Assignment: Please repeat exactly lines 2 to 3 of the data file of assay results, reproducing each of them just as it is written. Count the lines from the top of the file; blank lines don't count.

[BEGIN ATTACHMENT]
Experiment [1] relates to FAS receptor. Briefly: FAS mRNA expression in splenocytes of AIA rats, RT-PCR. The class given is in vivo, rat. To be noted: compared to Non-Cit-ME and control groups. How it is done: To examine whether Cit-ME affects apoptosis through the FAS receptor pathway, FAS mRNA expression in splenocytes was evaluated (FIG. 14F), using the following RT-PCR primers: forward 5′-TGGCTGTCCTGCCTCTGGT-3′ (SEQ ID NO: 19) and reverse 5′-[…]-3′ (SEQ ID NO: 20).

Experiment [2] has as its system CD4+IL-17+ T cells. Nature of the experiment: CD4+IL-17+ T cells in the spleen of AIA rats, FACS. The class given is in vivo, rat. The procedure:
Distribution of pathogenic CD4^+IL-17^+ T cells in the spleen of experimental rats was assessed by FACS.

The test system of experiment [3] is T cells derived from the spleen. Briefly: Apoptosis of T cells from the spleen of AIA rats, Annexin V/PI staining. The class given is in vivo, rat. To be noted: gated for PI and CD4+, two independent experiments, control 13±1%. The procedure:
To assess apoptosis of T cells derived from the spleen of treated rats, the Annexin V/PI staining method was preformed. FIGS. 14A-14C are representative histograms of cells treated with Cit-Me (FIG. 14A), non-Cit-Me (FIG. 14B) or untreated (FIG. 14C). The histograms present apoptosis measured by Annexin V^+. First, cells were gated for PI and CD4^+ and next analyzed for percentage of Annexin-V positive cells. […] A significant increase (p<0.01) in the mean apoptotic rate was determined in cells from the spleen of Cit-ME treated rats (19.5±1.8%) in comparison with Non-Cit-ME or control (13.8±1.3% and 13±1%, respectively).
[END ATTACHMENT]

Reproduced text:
Experiment [2] has as its system CD4+IL-17+ T cells. Nature of the experiment: CD4+IL-17+ T cells in the spleen of AIA rats, FACS. The class given is in vivo, rat. The procedure:
Distribution of pathogenic CD4^+IL-17^+ T cells in the spleen of experimental rats was assessed by FACS.